4.)  Leibniz gave an account of nature as infinitely layered machine complexity. There is always something about art that is other than the artifact: if you buried a bed and it sprouted it would grow a tree and not a bed. Leibniz is denying this of nature in an interesting way: one never finds “stuff” in nature, i.e. parts that are meant for something else, and so explanation of nature can never bottom out in some fundamental moving piece that pushes all the rest. So long as you follow out this sort of explanation, you will therefore go on forever. There is no Humean fundamental fact to find. For all that, there is another axis of explanation that ties the mechanism to the program/ subconscious / meme like causality of the monad, of which even an infinite mechanism is an encoding.

Here to help

My son Manny is 20 months-old with a speaking vocabulary of fewer than ten words, though he understands a great deal more. Yesterday he stole a ball from a neighbor’s house. When asked whether he stole it he said “No. I help.”

I helped. The sense seems to be that helping involves partially taking control of something that belongs to another, like a first-grade teacher taking a student’s hand and guiding it in the right pen stroke or a fireman grabbing someone’s body and pulling it out of a fire, which is exactly how Manny understood taking the toy. After all, great evils arose from the ball staying at the neighbor’s house, among them being Manny’s inability to have it.

This put me in mind of a scene from the Little House books when Kansas settlers justify westward expansion by pointing out that none of the Native peoples work the land. The white advance, you see, is the better thing for the land itself since it cultivates it and makes it more suitable for human habitation. We helped!

 

SJP2’s account of dignity

There is a traditional Catholic account of human dignity was that the person is in God’s image and (leaving aside the damned for a moment) is always called to union with him. John Paul II gives an account of human dignity that appropriates Kant’s second categorical imperative: the person is always to be loved as opposed to merely used. The definition has proved particularly fruitful and appropriate to dealing with the moral problems of a technologized world.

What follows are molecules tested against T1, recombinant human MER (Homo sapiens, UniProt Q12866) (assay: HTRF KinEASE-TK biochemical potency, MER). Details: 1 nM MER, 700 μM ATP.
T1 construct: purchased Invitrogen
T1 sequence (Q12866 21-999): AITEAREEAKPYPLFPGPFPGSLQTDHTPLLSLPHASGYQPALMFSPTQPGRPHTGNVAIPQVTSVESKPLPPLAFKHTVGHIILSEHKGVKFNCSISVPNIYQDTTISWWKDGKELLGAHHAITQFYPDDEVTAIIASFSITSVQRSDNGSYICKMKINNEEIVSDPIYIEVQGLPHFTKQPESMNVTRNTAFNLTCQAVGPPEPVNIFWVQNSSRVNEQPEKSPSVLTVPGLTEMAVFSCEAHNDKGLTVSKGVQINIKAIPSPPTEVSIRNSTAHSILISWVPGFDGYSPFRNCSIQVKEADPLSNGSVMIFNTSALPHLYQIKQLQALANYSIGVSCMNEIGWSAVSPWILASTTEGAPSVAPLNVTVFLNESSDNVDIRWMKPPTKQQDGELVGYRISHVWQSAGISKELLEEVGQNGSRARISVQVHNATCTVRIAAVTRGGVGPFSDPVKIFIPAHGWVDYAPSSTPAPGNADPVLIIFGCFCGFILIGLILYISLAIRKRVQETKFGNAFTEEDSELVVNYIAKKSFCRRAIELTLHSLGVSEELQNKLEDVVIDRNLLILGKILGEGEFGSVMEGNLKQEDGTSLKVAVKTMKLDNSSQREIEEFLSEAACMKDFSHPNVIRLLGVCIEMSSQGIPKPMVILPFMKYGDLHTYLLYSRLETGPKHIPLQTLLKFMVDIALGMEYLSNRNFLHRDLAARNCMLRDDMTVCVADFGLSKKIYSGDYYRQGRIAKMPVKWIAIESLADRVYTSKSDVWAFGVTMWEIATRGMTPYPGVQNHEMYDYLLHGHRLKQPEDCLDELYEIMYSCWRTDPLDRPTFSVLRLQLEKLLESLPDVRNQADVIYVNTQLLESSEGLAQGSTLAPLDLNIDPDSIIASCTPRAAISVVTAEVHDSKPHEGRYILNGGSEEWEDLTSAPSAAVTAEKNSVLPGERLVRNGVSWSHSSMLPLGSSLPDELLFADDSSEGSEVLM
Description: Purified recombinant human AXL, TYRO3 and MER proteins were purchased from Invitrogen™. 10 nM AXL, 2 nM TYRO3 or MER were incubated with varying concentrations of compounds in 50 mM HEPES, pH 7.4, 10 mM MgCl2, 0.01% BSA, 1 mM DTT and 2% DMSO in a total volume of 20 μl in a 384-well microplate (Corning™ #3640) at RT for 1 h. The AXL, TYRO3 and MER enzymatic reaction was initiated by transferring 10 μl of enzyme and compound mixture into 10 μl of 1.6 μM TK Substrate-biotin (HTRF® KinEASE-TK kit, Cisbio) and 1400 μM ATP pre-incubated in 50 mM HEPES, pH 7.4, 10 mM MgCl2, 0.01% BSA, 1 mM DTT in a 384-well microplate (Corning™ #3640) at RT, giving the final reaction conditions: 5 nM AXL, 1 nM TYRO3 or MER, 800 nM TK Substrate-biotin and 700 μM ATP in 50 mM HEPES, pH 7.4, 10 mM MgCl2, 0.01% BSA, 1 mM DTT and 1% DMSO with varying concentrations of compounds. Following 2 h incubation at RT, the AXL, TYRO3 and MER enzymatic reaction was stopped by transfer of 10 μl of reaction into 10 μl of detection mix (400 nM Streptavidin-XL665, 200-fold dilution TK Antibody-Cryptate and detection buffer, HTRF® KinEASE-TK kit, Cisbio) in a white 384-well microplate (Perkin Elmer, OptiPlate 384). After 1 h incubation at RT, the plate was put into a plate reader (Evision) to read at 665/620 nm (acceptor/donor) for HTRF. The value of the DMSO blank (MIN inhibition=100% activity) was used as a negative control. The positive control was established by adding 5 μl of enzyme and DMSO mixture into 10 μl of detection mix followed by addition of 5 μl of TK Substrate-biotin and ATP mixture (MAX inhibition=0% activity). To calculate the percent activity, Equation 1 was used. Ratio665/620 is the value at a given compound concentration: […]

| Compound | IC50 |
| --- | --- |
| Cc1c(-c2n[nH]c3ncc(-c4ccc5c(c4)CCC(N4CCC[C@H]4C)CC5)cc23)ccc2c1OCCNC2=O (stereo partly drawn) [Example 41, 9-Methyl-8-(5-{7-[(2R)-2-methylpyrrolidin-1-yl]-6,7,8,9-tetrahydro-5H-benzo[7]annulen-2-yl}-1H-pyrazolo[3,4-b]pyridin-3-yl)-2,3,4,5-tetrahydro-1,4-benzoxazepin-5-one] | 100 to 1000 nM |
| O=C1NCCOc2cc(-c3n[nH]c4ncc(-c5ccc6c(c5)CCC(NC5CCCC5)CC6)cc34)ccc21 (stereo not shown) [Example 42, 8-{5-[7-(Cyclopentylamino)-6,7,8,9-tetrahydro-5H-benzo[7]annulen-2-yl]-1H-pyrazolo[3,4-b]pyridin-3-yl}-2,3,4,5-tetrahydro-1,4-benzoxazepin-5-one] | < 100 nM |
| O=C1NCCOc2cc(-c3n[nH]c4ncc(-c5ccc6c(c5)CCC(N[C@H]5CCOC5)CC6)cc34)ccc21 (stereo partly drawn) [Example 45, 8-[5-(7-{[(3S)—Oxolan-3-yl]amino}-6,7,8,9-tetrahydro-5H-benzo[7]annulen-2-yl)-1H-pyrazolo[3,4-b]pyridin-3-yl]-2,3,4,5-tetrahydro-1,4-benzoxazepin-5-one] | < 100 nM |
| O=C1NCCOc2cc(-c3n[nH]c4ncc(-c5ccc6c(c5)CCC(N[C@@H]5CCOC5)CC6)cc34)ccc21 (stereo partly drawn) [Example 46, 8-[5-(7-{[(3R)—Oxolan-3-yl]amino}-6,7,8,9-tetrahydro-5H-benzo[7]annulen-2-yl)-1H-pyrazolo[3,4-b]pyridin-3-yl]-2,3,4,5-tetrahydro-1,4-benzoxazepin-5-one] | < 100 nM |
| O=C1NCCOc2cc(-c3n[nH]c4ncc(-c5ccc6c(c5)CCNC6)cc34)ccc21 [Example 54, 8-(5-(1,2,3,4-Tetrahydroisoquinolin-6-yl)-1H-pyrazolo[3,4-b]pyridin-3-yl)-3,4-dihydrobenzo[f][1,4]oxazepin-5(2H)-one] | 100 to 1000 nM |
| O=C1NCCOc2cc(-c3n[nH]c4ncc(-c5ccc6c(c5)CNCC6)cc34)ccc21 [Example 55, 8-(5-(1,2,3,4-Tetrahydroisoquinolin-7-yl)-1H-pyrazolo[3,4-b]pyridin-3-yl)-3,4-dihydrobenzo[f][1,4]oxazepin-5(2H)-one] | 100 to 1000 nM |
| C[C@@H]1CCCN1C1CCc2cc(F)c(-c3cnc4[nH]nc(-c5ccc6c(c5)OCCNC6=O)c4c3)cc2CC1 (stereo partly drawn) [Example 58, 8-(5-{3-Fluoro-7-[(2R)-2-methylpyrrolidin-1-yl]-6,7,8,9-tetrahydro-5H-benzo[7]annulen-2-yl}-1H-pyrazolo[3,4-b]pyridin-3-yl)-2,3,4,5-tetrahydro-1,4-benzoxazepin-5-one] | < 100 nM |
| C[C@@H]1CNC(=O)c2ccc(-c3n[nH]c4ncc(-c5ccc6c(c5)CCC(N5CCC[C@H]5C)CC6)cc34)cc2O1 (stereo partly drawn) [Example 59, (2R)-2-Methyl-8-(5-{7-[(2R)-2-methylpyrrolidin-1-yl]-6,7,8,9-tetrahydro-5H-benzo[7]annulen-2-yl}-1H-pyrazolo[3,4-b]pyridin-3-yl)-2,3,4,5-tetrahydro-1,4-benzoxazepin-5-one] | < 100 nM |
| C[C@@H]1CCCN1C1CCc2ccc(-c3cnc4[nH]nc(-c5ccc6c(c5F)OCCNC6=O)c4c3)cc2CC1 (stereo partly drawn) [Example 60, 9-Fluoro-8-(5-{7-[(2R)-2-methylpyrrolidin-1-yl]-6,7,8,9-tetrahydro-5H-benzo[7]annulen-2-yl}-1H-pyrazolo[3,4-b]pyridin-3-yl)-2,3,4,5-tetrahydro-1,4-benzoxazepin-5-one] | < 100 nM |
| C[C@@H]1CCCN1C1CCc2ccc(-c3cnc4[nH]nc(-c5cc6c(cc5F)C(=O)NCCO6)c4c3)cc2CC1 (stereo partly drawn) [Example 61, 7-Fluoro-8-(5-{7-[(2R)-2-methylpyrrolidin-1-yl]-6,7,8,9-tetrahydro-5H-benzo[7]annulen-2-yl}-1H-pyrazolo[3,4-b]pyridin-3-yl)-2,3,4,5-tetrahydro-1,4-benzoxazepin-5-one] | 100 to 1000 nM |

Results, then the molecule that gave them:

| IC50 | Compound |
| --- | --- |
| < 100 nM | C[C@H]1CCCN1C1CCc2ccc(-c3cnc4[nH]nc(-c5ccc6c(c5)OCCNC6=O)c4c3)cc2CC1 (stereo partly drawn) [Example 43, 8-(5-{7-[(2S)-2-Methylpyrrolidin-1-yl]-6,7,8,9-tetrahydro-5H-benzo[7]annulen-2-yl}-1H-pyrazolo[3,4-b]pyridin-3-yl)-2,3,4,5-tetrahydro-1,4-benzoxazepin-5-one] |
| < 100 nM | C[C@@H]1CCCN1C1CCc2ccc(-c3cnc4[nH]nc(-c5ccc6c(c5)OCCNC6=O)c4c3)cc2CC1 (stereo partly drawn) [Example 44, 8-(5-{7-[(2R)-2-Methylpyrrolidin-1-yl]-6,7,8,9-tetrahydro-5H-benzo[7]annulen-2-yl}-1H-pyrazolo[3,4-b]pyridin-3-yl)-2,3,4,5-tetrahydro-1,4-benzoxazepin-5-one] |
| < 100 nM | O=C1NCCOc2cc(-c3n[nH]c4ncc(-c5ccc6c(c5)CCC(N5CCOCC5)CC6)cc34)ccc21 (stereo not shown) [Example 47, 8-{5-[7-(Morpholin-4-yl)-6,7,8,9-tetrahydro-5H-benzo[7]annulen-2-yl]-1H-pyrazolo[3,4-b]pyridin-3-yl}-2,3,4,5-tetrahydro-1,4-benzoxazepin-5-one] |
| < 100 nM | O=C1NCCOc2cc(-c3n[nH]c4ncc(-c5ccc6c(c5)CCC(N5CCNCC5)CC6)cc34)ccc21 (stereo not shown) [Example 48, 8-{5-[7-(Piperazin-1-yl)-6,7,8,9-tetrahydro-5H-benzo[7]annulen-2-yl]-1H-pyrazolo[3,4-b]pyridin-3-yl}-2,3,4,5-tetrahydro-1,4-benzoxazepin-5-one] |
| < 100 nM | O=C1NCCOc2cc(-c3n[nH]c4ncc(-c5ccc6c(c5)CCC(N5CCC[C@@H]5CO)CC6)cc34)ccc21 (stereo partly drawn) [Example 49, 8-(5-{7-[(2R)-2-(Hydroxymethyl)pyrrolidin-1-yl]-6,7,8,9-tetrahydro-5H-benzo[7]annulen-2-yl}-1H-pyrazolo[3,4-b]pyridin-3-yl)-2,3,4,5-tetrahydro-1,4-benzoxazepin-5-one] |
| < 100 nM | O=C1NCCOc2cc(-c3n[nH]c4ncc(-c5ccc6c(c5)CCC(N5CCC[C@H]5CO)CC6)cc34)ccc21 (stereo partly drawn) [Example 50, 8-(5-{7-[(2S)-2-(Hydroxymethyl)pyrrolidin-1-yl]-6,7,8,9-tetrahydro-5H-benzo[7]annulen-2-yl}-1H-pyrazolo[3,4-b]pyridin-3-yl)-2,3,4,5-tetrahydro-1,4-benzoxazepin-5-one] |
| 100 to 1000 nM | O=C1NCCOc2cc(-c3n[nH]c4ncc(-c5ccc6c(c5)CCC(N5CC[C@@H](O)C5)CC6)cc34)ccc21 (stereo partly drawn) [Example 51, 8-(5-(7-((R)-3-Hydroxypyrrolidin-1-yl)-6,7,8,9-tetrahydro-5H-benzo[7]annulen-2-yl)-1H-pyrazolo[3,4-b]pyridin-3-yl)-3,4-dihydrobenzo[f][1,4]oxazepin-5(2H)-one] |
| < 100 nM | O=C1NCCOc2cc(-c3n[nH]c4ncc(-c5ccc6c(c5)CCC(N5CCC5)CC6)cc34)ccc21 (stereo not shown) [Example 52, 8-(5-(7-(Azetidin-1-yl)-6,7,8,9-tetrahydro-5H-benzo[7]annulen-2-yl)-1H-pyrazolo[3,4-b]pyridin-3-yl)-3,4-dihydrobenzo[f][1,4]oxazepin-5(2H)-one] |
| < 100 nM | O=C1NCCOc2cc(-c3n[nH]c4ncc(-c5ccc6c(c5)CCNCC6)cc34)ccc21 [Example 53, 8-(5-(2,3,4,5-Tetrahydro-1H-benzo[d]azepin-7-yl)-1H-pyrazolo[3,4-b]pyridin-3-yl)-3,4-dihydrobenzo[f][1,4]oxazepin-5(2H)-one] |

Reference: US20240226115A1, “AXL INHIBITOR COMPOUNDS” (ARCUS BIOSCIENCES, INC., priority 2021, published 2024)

One consequence of the definition, which for many Catholics counts as a scandal, is that it is very difficult to square it with an in-principle acceptance of capital punishment or eternal punishment. Both seem to be cases where the person is irrevocably and completely subordinated to the good of a whole by having to give his life up forever for the sake of retributive or restorative justice. Both seem to preclude, in Kant’s way of putting it, our ability to take the person as an end and not merely as a means to something else. Under such a restriction, capital punishment can only be defended as a sort of self-defense, but while self-defense can be plausibly justified through double-effect reasoning but CP cannot. We can defend ourselves against a threat without the death of the aggressor being a failure of our intention, but the same can’t be said of CP, and it is completely incoherent as an account of eternal punishment. So we seem stuck having to drop CP and hellfire or the dignity of persons as St. John Paul understood it along with all the conclusions we used the principle to explain and justify. To leave it at this makes it hard not to experience the tradition of the Church as a burden, and one looks about for a distinction that allows one to commute the either-or into a both-and.

One possibility is to see the common good as the person’s ultimate good, and so any orientation of the person to this good can never be contrary to seeing them as an end in themselves. Orienting someone to a common good like the (even restorative) justice of the state can never be seen as subordinating his individual good to the good of something else, even in the cases where he will necessarily die for the sake of that common good.

But it’s hard to see how this would keep the rest of St. John Paul’s philosophy in place. Why not see contraception (or even pornography) as falling under the common good in the same way?

St. Thomas might suggest that St. John Paul’s account of persons applies to persons to the extent that they are free from sin. Good persons must be dealt with as ends in themselves, while the evil as such can only be used, and to the extent that the evil becomes inveterate the only appropriate response is to use the person according to an irrevocable act. This solution is problematic too.